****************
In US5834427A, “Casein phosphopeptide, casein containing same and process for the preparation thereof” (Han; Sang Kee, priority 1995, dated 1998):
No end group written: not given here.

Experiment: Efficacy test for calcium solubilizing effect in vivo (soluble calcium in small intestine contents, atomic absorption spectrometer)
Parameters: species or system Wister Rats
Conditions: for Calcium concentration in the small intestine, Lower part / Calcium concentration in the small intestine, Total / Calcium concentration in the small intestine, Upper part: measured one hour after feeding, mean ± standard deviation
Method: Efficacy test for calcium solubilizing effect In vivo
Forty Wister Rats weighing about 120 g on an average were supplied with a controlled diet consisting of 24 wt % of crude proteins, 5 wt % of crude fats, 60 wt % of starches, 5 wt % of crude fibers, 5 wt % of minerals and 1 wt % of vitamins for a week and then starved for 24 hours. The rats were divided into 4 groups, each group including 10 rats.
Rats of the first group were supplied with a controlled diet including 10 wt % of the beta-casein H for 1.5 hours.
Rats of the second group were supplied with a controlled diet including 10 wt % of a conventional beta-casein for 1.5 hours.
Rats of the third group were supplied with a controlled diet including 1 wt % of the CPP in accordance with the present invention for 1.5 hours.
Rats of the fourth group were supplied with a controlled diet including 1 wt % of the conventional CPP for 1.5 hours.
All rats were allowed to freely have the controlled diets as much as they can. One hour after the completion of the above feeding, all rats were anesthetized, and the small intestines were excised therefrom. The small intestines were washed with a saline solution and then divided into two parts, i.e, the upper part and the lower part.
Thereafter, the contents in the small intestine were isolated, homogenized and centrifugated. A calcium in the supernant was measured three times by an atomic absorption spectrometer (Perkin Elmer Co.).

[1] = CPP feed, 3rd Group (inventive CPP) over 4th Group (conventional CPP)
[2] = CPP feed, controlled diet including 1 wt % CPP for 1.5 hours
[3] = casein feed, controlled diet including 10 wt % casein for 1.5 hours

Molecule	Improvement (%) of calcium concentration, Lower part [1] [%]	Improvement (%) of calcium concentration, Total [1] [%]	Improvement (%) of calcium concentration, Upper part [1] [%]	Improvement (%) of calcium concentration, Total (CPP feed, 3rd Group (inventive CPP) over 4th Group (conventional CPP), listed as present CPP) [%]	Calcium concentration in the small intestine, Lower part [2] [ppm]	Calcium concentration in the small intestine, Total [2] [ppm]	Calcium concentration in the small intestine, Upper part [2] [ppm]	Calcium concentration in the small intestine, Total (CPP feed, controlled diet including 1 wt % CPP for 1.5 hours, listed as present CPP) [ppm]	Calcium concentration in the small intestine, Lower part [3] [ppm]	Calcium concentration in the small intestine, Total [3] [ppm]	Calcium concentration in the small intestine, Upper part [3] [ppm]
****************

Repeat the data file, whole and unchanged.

In US5834427A, “Casein phosphopeptide, casein containing same and process for the preparation thereof” (Han; Sang Kee, priority 1995, dated 1998):
No end group written: not given here.

Experiment: Efficacy test for calcium solubilizing effect in vivo (soluble calcium in small intestine contents, atomic absorption spectrometer)
Parameters: species or system Wister Rats
Conditions: for Calcium concentration in the small intestine, Lower part / Calcium concentration in the small intestine, Total / Calcium concentration in the small intestine, Upper part: measured one hour after feeding, mean ± standard deviation
Method: Efficacy test for calcium solubilizing effect In vivo
Forty Wister Rats weighing about 120 g on an average were supplied with a controlled diet consisting of 24 wt % of crude proteins, 5 wt % of crude fats, 60 wt % of starches, 5 wt % of crude fibers, 5 wt % of minerals and 1 wt % of vitamins for a week and then starved for 24 hours. The rats were divided into 4 groups, each group including 10 rats.
Rats of the first group were supplied with a controlled diet including 10 wt % of the beta-casein H for 1.5 hours.
Rats of the second group were supplied with a controlled diet including 10 wt % of a conventional beta-casein for 1.5 hours.
Rats of the third group were supplied with a controlled diet including 1 wt % of the CPP in accordance with the present invention for 1.5 hours.
Rats of the fourth group were supplied with a controlled diet including 1 wt % of the conventional CPP for 1.5 hours.
All rats were allowed to freely have the controlled diets as much as they can. One hour after the completion of the above feeding, all rats were anesthetized, and the small intestines were excised therefrom. The small intestines were washed with a saline solution and then divided into two parts, i.e, the upper part and the lower part.
Thereafter, the contents in the small intestine were isolated, homogenized and centrifugated. A calcium in the supernant was measured three times by an atomic absorption spectrometer (Perkin Elmer Co.).

[1] = CPP feed, 3rd Group (inventive CPP) over 4th Group (conventional CPP)
[2] = CPP feed, controlled diet including 1 wt % CPP for 1.5 hours
[3] = casein feed, controlled diet including 10 wt % casein for 1.5 hours

Molecule	Improvement (%) of calcium concentration, Lower part [1] [%]	Improvement (%) of calcium concentration, Total [1] [%]	Improvement (%) of calcium concentration, Upper part [1] [%]	Improvement (%) of calcium concentration, Total (CPP feed, 3rd Group (inventive CPP) over 4th Group (conventional CPP), listed as present CPP) [%]	Calcium concentration in the small intestine, Lower part [2] [ppm]	Calcium concentration in the small intestine, Total [2] [ppm]	Calcium concentration in the small intestine, Upper part [2] [ppm]	Calcium concentration in the small intestine, Total (CPP feed, controlled diet including 1 wt % CPP for 1.5 hours, listed as present CPP) [ppm]	Calcium concentration in the small intestine, Lower part [3] [ppm]	Calcium concentration in the small intestine, Total [3] [ppm]	Calcium concentration in the small intestine, Upper part [3] [ppm]